by Tom Shippey
Arc Humanities Press, 2022
Paper: 978-1-80270-013-8 | eISBN: 978-1-80270-054-1
Library of Congress Classification PR1587.S28S45 2022
Dewey Decimal Classification 948.01

Ever since Tolkien’s famous lecture in 1936, it has been generally accepted that the poem Beowulf is a fantasy, and of no use as a witness to real history. This book challenges that view, and argues that the poem provides a plausible, detailed, and consistent vision of pre-Viking history which is most unlikely to have been the poet’s invention, and which has moreover received strong corroboration from archaeology in recent years. Using the poem as a starting point, historical, archaeological, and legendary sources are combined to form a picture of events in the North in the fifth and sixth centuries: at once a Dark and a Heroic Age, and the time of the formation of nations. Among other things, this helps answer two long-unasked questions: why did the Vikings come as such a shock? And what caused the previous 250 years of security from raiders from the sea?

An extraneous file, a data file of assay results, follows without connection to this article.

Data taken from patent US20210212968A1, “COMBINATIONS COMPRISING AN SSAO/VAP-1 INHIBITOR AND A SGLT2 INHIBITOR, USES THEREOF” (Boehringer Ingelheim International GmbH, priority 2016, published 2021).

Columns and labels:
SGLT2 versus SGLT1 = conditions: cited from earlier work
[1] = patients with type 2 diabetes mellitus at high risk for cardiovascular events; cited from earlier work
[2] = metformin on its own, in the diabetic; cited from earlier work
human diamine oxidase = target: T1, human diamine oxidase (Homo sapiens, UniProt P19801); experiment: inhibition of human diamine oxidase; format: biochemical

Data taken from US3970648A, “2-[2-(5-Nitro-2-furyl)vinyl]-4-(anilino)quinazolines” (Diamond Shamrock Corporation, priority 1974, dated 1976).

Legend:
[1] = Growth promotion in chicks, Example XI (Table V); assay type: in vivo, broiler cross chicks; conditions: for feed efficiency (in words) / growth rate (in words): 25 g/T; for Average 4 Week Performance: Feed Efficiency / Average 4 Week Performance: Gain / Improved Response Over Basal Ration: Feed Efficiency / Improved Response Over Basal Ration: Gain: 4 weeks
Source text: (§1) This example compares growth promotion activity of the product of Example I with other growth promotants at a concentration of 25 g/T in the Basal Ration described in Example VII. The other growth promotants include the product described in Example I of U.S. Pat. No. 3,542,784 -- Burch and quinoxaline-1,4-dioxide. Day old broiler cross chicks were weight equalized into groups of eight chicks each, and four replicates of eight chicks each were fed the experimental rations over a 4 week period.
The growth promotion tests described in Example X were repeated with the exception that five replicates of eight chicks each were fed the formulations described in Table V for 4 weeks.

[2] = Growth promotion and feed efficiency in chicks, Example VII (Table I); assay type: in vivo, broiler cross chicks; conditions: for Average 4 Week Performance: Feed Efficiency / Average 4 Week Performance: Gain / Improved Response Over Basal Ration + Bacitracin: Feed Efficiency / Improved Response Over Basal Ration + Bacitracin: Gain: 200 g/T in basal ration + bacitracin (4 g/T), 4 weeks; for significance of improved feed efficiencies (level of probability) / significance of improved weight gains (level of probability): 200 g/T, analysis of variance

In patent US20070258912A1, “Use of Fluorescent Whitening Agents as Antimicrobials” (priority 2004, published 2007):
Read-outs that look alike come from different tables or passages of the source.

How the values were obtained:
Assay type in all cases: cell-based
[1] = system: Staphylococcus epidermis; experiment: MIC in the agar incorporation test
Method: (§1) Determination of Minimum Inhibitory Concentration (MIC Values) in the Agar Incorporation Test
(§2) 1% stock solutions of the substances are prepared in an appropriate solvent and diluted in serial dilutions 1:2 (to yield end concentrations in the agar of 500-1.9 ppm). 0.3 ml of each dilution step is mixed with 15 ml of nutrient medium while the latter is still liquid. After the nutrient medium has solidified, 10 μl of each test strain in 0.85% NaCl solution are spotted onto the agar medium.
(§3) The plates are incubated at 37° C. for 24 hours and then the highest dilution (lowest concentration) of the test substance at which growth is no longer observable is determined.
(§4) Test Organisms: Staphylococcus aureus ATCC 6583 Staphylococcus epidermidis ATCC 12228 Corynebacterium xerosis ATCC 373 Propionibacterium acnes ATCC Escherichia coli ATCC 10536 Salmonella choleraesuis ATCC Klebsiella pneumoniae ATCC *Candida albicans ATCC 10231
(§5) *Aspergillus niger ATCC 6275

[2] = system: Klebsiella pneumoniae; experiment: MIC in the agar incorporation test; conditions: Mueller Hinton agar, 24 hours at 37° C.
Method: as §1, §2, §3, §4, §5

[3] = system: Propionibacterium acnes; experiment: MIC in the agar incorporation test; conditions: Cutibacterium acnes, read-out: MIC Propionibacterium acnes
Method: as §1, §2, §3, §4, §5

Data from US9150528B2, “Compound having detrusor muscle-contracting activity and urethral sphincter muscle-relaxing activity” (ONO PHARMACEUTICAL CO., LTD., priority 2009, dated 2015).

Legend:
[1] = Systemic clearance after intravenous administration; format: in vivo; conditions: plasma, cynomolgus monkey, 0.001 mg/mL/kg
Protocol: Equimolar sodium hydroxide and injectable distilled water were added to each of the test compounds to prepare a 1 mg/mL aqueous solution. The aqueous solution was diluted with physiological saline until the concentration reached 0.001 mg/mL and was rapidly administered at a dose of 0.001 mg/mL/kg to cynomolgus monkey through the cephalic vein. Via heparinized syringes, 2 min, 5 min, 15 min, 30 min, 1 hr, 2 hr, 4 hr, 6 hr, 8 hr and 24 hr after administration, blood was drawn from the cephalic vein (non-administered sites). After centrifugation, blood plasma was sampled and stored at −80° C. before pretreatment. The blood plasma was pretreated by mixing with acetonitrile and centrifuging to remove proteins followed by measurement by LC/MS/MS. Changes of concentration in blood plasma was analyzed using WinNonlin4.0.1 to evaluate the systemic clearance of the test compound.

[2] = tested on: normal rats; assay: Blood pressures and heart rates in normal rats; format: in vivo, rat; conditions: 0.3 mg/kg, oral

See other books on: 392-814 | Beowulf | Civilization, Viking | Europe, Northern | Scandinavia
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